Deadline: February 10, 2015
Contact: Brandie Ratliff, email@example.com
The Mary Jaharis Center for Byzantine Art and Culture and the Michael G. and Anastasia Cantonis Chair of Byzantine Studies at Hellenic College invite proposals for the 2015 Graduate Student Conference on Byzantine Studies, which will be held at Hellenic College Holy Cross in Brookline, MA on April 18, 2015. Brookline is located just outside Boston and is easily reached from any metropolitan location.
We welcome graduate student proposals for papers in all subjects, disciplines, and methodologies related to Byzantine studies broadly conceived. We invite proposals in two categories: 20-minute conference papers and dissertation reports of 5–7 pages. Conference participants will have a chance to read the reports ahead of time to encourage dialogue.
A lunchtime roundtable, Byzantium in the Public Sphere, will convene leading figures in Byzantine studies who are using traditional and digital means to build a broader audience for the field inside and outside the academy. A list of participants will be available on the conference webpage (see above) in early February.
This year’s conference immediately follows Trading Places: Cultural Crossings in Late Medieval and Early Modern Europe, Byzantium, Islam, and the West, a symposium organized by the Mary Jaharis Center and the Harvard University Committee on Medieval Studies.
To submit a proposal for either type of paper, complete the short online form and upload a 500-word abstract on the Mary Jaharis Center website (see above).
The deadline for submissions is February 10, 2015. Notifications will be made by the end of February.
Hillwood Estate, Museum & Gardens announces a new scholar-in-residence program. PhD candidates or higher and any qualified applicants are encouraged to apply. There is no application form. Applicants should submit a curriculum vitae and a proposal, not to exceed 500 words, stating the necessary length of residence, materials to be used and/or studied, and the project’s relevance to Hillwood’s collections and/or exhibition program including, but not limited to: art and architecture, landscape design, conservation and restoration, archives, library and/or special collections, as well as broader study areas such as the history of collecting or material culture. The project description should be accompanied by two letters of recommendation and will be reviewed by the selection committee.
Application deadline: March 2, 2015
There are three potential types of awards:
Type #1: 1- 2 weeks
Hillwood will arrange and pay for travel costs to and from the museum; housing near campus; shop and café discounts; free access to all public programs.
Type #2: 1-3 months
Hillwood will arrange and pay for travel costs to and from the museum; shop and café discounts; free access to all public programs; a stipend of up to $1,500 per month depending on length of stay.
Type #2: 3-12 months
Hillwood will arrange and pay for travel costs to and from the museum; shop and café discounts; free access to all public programs; visa support (if necessary); a stipend of up to $1,500 per month depending on length of stay.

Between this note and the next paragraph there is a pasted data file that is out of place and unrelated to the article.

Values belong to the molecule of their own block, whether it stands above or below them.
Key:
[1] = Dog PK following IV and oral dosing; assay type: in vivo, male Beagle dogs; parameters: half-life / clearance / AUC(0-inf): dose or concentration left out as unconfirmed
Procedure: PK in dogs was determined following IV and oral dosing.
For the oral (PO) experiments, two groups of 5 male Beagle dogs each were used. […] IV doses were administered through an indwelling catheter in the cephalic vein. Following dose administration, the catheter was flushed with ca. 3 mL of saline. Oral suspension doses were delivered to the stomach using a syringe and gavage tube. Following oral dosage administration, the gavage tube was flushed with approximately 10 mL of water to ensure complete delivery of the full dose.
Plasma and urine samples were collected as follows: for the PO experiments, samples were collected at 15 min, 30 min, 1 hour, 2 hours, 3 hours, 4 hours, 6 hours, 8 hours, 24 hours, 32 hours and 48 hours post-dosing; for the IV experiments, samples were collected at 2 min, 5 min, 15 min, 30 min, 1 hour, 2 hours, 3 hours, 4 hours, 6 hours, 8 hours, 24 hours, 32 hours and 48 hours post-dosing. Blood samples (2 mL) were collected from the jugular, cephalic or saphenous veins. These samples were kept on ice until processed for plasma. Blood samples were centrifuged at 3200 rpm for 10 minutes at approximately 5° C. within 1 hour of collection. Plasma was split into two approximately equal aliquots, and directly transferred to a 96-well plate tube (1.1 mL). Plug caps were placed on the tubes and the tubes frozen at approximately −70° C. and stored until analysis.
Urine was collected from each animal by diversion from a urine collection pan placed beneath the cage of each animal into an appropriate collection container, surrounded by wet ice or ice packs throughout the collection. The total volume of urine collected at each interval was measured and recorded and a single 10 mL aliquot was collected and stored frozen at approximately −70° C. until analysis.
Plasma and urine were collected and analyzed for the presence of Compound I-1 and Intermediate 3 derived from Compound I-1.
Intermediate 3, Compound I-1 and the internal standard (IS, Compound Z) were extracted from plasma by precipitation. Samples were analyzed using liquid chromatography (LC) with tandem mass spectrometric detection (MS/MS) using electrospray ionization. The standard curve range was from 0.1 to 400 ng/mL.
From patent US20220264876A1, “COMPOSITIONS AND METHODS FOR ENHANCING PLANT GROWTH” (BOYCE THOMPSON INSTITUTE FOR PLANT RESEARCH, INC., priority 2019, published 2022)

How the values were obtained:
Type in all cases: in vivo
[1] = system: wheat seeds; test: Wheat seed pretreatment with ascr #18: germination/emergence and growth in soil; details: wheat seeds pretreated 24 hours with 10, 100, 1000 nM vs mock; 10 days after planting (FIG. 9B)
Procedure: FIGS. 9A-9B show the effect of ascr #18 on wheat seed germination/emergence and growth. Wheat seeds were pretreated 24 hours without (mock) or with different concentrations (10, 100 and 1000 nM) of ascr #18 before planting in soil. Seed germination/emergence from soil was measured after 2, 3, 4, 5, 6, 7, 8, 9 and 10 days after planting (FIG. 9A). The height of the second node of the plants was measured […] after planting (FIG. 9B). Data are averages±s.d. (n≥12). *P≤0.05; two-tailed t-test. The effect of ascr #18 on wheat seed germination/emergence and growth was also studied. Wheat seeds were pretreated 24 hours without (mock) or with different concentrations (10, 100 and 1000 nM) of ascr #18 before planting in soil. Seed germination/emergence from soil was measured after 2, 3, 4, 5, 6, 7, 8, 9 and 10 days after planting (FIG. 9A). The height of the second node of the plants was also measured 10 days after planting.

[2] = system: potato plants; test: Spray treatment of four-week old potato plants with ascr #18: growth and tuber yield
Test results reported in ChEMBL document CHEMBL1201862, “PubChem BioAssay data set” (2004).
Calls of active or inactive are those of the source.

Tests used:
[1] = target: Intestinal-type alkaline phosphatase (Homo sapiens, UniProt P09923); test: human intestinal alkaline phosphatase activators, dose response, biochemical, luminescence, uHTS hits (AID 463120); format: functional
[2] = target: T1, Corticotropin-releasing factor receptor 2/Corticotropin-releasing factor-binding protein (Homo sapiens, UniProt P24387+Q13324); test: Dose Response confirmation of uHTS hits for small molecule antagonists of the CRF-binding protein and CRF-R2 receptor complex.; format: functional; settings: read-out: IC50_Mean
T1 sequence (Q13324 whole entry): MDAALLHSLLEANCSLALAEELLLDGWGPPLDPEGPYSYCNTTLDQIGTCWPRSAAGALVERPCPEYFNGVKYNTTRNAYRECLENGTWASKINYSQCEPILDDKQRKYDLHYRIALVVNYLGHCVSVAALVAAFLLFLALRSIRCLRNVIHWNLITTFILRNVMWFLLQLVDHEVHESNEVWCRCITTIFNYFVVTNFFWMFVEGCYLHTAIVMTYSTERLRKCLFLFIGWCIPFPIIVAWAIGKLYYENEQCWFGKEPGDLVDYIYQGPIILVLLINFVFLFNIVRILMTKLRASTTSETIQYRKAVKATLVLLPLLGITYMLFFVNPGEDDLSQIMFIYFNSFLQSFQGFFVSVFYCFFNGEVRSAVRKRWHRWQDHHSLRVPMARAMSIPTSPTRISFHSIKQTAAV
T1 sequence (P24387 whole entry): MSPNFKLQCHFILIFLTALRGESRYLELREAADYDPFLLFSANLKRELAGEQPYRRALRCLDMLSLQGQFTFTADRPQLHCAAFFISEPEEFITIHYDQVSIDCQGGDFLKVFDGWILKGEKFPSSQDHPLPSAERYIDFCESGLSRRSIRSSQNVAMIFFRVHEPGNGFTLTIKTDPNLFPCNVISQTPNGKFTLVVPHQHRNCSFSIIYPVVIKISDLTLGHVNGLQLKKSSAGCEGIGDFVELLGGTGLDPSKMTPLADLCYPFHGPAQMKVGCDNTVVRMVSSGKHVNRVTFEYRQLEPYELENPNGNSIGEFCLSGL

Hillwood is in a special class of cultural heritage institution as a historic site, a testament to the life of an important 20th century figure, an estate campus, magnificent garden, and a museum with world renowned special collections. Founded by Marjorie Merriweather Post (1887-1973), heir to the Post Cereal Companies that later became General Foods, the Museum houses over 17,000 works of art. It includes one of the largest and most important collections of Russian art outside of Russia, comprising pieces from the pre-Petrine to early Soviet periods, an outstanding collection of French and European art, and jewelry, textile, fashion and accessories collections. As part of the visitor experience, and in conjunction with a robust offering of public and educational programs, the Museum presents two changing special exhibitions annually that bring together objects and thematic content that highlight the acknowledged strengths of its permanent collection.
Scholars will have full access to Hillwood’s art and research collections. The Art Research Library has over 38,000 volumes including monographs, serials, annotated and early auction catalogs, and electronic resources; the Archives contain the papers of Marjorie Merriweather Post, her staff, and family members.
For inquiries or to submit an application please contact one of the following: Wilfried Zeisler, Associate Curator of 19th Century Art, firstname.lastname@example.org
Kristen Regina, Head of Archives & Special Collections, email@example.com
A Workshop at the Center for the Humanities, Tufts University
In 1961, Nikita Khrushchev hailed the development of a “world socialist system,” which he defined as “a social, economic, and political community of free, sovereign nations […] united by common interests and goals, by the close ties of international socialist solidarity.” This day-long workshop will bring together an interdisciplinary group of early-career scholars to examine the socialist system from a global and transnational perspective. Among the questions to be discussed: how did transnational cultural, interpersonal, and economic contacts between socialist countries contribute to the construction of the “world socialist system”? How did this system impact the everyday lives of ordinary citizens? How did national histories and cultures shape transnational relations in the socialist world? How does the theory and methodology of transnational history apply to the study of socialist countries?